Next to it is the neo-Baroque Rosario Chapel which dates from 1946.

The construction of a simple and small temple began shortly after the conquest of the city, around 1527, to be completed around 1530. It was rebuilt for the first time between 1556 and 1571, to expand the dependencies of the convent and chapels around the main temple. That second church was severely damaged during a flood of the city, and it was decided to rebuild it, in a lavish baroque style designed by Pedro de Arrieta, during the first half of the 18th century, when it took on its current appearance. At the end of the 18th century changes were introduced in the interior with neoclassical decorations.

The conventual complex suffered irreparable damage with the confiscation of the Church’s assets. When opening the street of Leandro Valle, that happens right next to the temple, the monastery and the chapels that surrounded the church were destroyed; of these, only the Chapel of the Lord of the Expiration is preserved, to the southwest of the temple of Santo Domingo. The atrium fence was demolished and the atrium became the Plaza 23 de Mayo. He suffered damage with the earthquake of September 19, 2017.

The temple of Santo Domingo is a baroque construction built with gray quarry and tezontle coatings. The main facade, on the south side, consists of a single cover and a slender tower with two bell towers. The cover is Baroque and has three bodies. In the first body, flanking the door, the sculptures of Saint Augustine and Saint Francis of Assisi; on this body, in the center, a stone board with a relief of Santo Domingo receiving, in the presence of the Holy Spirit, the pilgrim’s staff from Saint Peter (on the left) and theepistles of St. Paul (on the right); in the third body, in the middle of two windows, a board with the motive of the Assumption of Mary. In the first and second bodies we can see 6 tritillary columns in each one.

On the front cover of the eastern facade, on the door there is a relief of Saint Dominic and Saint Francis of Assisi holding the basilica of San Juan de Letrán.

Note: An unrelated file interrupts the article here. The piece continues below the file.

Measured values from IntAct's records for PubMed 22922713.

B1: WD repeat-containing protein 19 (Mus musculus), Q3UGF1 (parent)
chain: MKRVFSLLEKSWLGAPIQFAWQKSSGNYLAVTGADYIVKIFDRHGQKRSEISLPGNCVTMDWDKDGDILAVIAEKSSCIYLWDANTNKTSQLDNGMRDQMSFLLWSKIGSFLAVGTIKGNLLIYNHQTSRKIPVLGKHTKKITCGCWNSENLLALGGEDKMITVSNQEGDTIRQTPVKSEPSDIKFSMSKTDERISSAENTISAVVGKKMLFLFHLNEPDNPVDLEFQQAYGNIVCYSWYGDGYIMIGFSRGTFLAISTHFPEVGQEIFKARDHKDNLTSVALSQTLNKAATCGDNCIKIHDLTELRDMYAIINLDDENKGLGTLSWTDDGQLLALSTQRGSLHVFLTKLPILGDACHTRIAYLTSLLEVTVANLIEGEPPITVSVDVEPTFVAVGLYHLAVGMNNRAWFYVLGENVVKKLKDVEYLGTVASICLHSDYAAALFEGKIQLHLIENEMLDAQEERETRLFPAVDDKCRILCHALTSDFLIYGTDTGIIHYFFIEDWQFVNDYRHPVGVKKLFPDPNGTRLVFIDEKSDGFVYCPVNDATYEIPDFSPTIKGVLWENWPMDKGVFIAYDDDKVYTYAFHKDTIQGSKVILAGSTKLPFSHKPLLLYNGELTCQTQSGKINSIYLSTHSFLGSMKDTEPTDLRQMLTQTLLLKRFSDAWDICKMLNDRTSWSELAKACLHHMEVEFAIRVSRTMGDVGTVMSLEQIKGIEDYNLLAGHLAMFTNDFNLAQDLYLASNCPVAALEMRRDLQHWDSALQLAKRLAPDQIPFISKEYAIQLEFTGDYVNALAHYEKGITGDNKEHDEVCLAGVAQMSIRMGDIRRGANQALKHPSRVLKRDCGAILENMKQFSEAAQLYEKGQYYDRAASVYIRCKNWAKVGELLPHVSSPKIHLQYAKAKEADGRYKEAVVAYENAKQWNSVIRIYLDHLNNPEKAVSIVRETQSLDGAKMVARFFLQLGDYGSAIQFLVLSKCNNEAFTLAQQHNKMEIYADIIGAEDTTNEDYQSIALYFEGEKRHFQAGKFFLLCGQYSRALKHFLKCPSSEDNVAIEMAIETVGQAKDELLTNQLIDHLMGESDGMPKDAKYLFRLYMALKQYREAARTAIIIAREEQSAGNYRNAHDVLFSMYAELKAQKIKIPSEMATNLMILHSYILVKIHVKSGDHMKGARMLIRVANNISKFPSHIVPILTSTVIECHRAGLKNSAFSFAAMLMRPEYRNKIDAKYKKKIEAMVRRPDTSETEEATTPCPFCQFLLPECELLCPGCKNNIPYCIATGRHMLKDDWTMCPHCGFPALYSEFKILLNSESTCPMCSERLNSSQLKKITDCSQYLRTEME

The arches that are visible to the left of the temple are not original, they were built during the restoration works of the area on the occasion of the 1968 Olympiad for aesthetic reasons, to hide the entrance of the street of Leandro Valle and harmonize the whole. These arches house a multipurpose room and an elevator.

The choir that, located on the entrance of the temple, is shaped like a horseshoe with stands that are projected on the ship and is, together, one of the most beautiful parts of the temple because of the balance it shows. The carved wood chairs are from the 18th century and in the central part of the painting attached to the wall, the Trinity is located, from top to bottom, in the middle of the Virgin Mary and below Jesus crucified, geographical center of the complex.

The temple has a Latin cross plan and a single longitudinal nave cut in the north by a transept. The vault is made of a canyon, was built with tezontle and is based on the magnificent quarry arches. Both the nave and the transept have semicircular apses at their ends, with huge altarpieces. The two golden altarpieces of the transept are baroque works of the 18th century. The one in the west arm was finished in 1754 and is dedicated to the Virgin of Covadonga and the one in the east arm to the Virgin of the Way.

The huge main altarpiece is an outstanding neoclassical work by Manuel Tolsá, divided into 2 bodies with 18 scalloped columns; 2 oil paintings adorn it, several sculptures with golden medallions and canvases that stage passages from the life of the Virgin Mary. The Christ of the main altar is the oldest image of the church, dating from the 16th century, is made from corn cane paste and is popularly known as The Christ of the Novitiate; According to legend, it was donated by a couple of angels. On the sides of the ship, there are eleven chapels, dedicated to St. Peter of Verona, the Virgin of Sorrows, Divine Providence, the Virgin of the Rosary, Saint Catherine of Siena, the Lord of the Rebozo, the Sacred Heart of Jesus, the Virgin of the Light, Saint Joseph, the Virgin of Guadalupe and Saint Martin of Porres. The Lord of the Rebozo is a rare invocation very revered in this church, and the faithful offer him a rebozo when his request has been fulfilled. Other important venerations are those of the Virgen del Rosario and San Martín de Porres.